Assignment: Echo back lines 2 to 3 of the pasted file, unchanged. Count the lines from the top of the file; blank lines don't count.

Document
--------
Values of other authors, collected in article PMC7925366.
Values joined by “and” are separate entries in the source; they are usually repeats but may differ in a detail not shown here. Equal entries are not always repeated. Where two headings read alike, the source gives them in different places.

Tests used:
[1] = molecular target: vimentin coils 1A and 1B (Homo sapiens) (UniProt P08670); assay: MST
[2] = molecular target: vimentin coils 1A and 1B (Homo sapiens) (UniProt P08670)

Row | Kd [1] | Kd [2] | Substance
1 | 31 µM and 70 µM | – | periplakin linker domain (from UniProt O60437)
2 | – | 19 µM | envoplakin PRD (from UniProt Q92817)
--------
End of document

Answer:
Values joined by “and” are separate entries in the source; they are usually repeats but may differ in a detail not shown here. Equal entries are not always repeated. Where two headings read alike, the source gives them in different places.

Tests used: